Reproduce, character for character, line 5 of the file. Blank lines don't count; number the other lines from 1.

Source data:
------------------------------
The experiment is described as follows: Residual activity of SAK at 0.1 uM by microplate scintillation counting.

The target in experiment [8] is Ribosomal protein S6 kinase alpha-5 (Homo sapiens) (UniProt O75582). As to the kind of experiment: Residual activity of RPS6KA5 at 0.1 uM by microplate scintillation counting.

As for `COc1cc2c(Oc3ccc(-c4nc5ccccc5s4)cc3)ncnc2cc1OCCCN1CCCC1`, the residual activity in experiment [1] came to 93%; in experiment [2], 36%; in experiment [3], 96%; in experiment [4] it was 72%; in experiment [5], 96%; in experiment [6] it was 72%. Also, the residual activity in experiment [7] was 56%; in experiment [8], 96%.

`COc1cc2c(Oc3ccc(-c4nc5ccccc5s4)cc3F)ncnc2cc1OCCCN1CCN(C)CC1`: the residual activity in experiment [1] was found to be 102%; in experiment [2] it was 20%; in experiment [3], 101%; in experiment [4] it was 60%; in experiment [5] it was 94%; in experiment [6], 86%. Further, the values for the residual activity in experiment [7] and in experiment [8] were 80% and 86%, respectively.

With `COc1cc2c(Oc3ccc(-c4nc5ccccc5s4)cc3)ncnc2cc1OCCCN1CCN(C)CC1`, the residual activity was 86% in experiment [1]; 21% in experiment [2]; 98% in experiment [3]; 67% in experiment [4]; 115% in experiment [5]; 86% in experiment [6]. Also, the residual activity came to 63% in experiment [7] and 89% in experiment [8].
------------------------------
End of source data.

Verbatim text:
With `COc1cc2c(Oc3ccc(-c4nc5ccccc5s4)cc3)ncnc2cc1OCCCN1CCN(C)CC1`, the residual activity was 86% in experiment [1]; 21% in experiment [2]; 98% in experiment [3]; 67% in experiment [4]; 115% in experiment [5]; 86% in experiment [6]. Also, the residual activity came to 63% in experiment [7] and 89% in experiment [8].